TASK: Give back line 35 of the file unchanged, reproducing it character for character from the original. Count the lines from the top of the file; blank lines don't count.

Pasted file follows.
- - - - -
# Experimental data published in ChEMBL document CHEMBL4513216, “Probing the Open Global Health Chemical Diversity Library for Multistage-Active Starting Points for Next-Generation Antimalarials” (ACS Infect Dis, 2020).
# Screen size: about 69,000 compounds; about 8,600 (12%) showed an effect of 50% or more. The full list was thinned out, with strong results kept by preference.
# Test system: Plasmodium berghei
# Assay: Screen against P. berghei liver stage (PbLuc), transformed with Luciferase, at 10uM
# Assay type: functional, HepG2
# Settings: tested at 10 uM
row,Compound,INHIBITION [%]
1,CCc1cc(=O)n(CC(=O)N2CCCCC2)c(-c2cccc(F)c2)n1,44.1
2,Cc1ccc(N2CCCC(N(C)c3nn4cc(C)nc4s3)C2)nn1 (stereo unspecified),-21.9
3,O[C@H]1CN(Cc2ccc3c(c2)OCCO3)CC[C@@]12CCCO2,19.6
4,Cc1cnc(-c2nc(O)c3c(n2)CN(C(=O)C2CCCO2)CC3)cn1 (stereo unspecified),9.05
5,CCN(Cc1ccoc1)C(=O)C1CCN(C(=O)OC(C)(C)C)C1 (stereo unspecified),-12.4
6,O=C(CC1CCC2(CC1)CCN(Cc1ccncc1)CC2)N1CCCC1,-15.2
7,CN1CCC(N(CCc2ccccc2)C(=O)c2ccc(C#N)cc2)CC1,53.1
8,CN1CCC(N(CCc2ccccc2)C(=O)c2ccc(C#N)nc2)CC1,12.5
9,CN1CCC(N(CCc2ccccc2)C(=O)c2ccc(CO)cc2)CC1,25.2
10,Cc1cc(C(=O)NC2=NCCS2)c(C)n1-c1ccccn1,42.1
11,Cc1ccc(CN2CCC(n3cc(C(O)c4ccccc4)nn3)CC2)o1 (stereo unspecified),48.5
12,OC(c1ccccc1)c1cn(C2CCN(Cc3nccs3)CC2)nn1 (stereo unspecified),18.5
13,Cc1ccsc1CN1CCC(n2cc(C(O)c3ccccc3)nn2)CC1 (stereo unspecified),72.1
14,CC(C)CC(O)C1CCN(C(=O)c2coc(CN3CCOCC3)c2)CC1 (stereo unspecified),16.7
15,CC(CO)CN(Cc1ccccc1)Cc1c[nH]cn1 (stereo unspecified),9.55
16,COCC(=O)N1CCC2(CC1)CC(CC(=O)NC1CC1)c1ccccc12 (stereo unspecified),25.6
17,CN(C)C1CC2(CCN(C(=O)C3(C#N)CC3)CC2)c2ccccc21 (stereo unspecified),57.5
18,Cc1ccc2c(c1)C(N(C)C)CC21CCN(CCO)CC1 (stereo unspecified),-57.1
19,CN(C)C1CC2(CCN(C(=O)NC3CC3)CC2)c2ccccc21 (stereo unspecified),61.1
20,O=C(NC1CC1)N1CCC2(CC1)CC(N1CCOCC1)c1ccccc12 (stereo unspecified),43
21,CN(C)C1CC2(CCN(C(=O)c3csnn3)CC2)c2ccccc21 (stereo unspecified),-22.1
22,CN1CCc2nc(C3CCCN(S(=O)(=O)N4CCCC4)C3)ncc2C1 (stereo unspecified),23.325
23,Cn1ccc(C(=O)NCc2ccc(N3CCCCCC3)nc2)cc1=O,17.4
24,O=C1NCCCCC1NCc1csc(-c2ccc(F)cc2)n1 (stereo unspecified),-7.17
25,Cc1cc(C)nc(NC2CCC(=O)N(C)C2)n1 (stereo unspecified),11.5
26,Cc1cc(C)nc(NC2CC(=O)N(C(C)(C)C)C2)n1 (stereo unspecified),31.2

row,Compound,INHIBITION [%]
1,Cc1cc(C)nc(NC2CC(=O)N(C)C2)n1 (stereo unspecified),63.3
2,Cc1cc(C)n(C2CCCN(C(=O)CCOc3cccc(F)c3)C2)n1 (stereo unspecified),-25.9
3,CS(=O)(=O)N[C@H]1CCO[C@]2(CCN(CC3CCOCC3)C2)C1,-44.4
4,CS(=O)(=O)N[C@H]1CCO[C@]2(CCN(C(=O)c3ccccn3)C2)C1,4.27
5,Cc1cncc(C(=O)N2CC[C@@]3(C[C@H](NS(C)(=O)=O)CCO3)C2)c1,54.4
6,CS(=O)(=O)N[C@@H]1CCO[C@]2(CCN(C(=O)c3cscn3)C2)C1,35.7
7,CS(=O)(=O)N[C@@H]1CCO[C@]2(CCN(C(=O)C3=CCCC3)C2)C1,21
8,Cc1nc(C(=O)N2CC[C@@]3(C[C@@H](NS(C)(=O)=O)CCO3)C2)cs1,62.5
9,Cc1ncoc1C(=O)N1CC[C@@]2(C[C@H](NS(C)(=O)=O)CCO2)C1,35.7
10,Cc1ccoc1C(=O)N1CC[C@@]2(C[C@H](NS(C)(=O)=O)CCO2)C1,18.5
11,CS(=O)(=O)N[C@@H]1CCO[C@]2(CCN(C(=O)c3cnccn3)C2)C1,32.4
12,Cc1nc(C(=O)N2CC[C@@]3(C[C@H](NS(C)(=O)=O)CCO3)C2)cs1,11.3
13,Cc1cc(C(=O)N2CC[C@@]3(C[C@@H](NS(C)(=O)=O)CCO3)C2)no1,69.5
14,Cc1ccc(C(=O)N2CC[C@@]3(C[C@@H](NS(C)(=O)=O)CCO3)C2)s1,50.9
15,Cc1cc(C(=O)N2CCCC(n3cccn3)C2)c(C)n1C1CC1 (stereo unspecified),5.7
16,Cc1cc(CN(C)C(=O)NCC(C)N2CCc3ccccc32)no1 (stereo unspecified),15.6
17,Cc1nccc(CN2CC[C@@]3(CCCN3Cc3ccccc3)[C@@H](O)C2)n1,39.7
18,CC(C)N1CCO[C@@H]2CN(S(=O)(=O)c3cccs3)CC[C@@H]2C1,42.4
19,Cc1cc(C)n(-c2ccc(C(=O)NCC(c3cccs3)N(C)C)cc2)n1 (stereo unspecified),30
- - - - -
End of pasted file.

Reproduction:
1,Cc1cc(C)nc(NC2CC(=O)N(C)C2)n1 (stereo unspecified),63.3